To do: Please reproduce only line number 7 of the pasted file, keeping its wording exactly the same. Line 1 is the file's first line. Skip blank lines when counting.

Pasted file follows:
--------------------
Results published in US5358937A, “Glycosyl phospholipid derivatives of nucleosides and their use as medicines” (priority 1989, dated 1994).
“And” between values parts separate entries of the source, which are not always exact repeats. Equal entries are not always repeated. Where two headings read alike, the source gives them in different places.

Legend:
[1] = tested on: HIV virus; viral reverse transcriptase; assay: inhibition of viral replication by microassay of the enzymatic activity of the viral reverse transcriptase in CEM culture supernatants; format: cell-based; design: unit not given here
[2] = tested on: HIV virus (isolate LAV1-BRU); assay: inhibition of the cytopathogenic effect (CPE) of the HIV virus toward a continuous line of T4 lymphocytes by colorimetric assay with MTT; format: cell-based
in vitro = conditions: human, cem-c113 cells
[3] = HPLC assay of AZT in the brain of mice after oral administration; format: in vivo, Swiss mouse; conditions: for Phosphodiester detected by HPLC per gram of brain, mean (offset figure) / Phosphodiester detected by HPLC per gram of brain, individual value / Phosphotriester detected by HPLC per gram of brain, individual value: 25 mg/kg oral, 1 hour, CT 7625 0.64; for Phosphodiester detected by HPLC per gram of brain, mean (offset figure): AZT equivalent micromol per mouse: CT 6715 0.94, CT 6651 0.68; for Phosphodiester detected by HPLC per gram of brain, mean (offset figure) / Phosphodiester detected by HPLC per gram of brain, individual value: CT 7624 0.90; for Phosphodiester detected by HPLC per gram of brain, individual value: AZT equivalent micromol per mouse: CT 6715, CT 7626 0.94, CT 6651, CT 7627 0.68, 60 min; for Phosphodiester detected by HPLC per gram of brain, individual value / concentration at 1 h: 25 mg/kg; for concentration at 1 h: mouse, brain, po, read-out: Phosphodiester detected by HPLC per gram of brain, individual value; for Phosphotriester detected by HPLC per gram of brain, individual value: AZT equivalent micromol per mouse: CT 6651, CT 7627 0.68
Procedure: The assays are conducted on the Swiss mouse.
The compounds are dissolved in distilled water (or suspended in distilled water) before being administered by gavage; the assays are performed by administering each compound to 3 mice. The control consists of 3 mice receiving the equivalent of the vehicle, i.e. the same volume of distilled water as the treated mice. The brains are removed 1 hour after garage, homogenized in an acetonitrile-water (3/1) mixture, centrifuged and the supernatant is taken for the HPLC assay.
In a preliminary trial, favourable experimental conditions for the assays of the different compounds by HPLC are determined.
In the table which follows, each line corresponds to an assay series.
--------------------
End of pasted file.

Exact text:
[3] = HPLC assay of AZT in the brain of mice after oral administration; format: in vivo, Swiss mouse; conditions: for Phosphodiester detected by HPLC per gram of brain, mean (offset figure) / Phosphodiester detected by HPLC per gram of brain, individual value / Phosphotriester detected by HPLC per gram of brain, individual value: 25 mg/kg oral, 1 hour, CT 7625 0.64; for Phosphodiester detected by HPLC per gram of brain, mean (offset figure): AZT equivalent micromol per mouse: CT 6715 0.94, CT 6651 0.68; for Phosphodiester detected by HPLC per gram of brain, mean (offset figure) / Phosphodiester detected by HPLC per gram of brain, individual value: CT 7624 0.90; for Phosphodiester detected by HPLC per gram of brain, individual value: AZT equivalent micromol per mouse: CT 6715, CT 7626 0.94, CT 6651, CT 7627 0.68, 60 min; for Phosphodiester detected by HPLC per gram of brain, individual value / concentration at 1 h: 25 mg/kg; for concentration at 1 h: mouse, brain, po, read-out: Phosphodiester detected by HPLC per gram of brain, individual value; for Phosphotriester detected by HPLC per gram of brain, individual value: AZT equivalent micromol per mouse: CT 6651, CT 7627 0.68